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Michelle Lee’s Journey – Day 68

Michelle Lee’s journey continues.  Last Friday, Michelle provided another quick update following on from one only days prior.  Her words help us understand what she is enduring and her mindset.

Two days ago, was day 68. If it was on my #Atlantic row, I would be crossing the finish line. I just let that day come and go. I did take time to refocus my attention on my finish line on that day. I put my mind to what it’s going to be like arriving in #Sydney. The focus shifted from “I would have been finished”, to what it’s going to look like. I’ll be coming in on a beautiful sunrise, I’ll be rowing through the heads of Sydney Harbour on a perfect sunrise.

Other than that, the focus is on finding these big currents. Roger’s plotting the charts and putting me in the big currents again, particularly as I’ll shortly be coming across the equator. The currents can be quite vicious at the equator and Roger’s indicated he’s got to decide where we cross. That will then put me in the South Pacific and I’ll feel like I’m on the way home.

Everything’s pretty good otherwise. Eating well, sleeping well, the boat is working well, all my systems are functioning as they should.

Thanks to all the 37 books I have on audible that I’ve listened to several times now, I have taken up so much storage space that I don’t have any music on my boat. So, I’ve been singing to myself. Singing a tune to keep each day moving along. Sometimes I find myself strumming my ukulele at 2:00am in the morning as well. If I wake up, I give it a little strum, but as for playing the uke during the day, that’s not on my mind one bit. This is a very different row to the Atlantic row. When it’s mealtime, I literally line up all my pots of food, and don’t get off the chair to eat or anything else. If I do, I get pushed up or down.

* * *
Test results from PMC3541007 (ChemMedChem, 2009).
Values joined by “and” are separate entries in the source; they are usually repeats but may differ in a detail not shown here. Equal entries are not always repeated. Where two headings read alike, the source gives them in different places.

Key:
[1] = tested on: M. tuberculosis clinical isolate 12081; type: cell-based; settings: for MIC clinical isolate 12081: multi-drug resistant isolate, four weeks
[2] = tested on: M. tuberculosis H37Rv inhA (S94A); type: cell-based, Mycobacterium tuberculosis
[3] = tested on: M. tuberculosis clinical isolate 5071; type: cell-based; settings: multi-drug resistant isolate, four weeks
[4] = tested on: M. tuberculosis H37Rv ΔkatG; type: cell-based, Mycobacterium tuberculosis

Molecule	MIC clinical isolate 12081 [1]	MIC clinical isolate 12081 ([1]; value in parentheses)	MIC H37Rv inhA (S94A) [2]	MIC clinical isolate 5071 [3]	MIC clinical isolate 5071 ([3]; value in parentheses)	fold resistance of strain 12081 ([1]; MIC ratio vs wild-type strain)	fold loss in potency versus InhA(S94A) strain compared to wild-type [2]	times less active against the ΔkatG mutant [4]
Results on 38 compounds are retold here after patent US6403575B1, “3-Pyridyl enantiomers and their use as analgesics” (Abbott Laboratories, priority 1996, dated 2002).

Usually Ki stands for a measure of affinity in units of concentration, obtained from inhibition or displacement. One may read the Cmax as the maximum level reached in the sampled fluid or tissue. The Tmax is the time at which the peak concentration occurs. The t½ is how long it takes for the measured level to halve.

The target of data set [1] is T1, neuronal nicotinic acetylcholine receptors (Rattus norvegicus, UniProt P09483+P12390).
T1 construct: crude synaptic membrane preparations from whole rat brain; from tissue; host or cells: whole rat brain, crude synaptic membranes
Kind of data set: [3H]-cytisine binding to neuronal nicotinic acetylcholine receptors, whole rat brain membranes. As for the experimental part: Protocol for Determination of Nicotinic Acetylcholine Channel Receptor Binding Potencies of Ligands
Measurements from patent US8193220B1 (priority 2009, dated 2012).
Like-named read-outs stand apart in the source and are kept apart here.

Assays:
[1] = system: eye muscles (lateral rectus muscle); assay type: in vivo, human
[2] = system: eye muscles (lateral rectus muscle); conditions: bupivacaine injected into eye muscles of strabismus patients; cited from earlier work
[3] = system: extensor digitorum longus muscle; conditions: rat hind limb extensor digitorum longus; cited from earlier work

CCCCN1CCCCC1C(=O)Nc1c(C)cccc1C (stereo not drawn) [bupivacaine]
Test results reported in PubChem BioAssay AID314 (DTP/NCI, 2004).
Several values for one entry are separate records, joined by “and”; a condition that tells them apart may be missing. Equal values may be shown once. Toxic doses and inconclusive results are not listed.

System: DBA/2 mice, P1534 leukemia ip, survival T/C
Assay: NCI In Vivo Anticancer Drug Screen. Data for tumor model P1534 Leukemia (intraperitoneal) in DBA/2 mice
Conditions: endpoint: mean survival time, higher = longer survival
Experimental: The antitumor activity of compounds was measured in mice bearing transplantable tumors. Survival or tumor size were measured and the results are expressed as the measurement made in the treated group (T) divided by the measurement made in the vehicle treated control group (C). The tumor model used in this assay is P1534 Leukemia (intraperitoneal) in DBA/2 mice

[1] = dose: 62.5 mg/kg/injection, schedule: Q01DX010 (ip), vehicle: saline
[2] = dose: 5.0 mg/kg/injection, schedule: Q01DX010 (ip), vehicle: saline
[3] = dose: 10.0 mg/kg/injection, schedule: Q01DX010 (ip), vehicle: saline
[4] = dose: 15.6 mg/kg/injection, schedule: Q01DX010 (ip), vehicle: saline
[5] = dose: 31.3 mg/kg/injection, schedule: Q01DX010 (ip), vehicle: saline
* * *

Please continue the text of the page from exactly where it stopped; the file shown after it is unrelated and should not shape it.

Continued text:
I’ve never had all the wind behind me like it should be. In the Atlantic I had such different conditions. I don’t get a chance to do anything that I might have done on the Atlantic, it’s too freakin’ hectic. The priority is to keep the boat heading the right way.

Again, with fishing, that priority is not there either. I’ve certainly got all the gear, but having a fish flapping around my boat, the blood that’s everywhere as I prepare the meal, I’m not interested in it. If you like fishing, you’d be having a ball out here, but I can’t even see myself doing it. The time that it takes me off the oars and the trauma it would cause having to kill it, is not worth it for me. There’s enough packet food to last the distance, and it’ll take me to #Doyles when I get home, I’ll have my piece of fish there.

I saw another cargo ship today. I jumped on the radio, “I’m a rowing vessel, can you confirm you see me?” I said.

“I see you” he said, “do you need any assistance?”

“No, I don’t need any assistance” I said.

I saw he diverted his course and then it looked like he was coming for me. He called me again on the radio.

“You sure you don’t need any assistance?”

He checked quite a few times on me just to make sure. “Are you sure?” I assured him several times I didn’t need any assistance and they went right on past.

Thanks to all my sponsors;

The Quays Marina LTD    Southern Seas Marine   Dunbier Trailers   Fibre Marine Boat Repairs   Simrad Yachting    Survitec Group Ltd.    Deep Cycle Systems    Chief Nutrition    Speedo    Sharkskin    Tiller and Kites    CAMPERS PANTRY Pty Ltd    Crewsaver    Australia One Party    Silva Method Australia

This adventure could not be done without you all!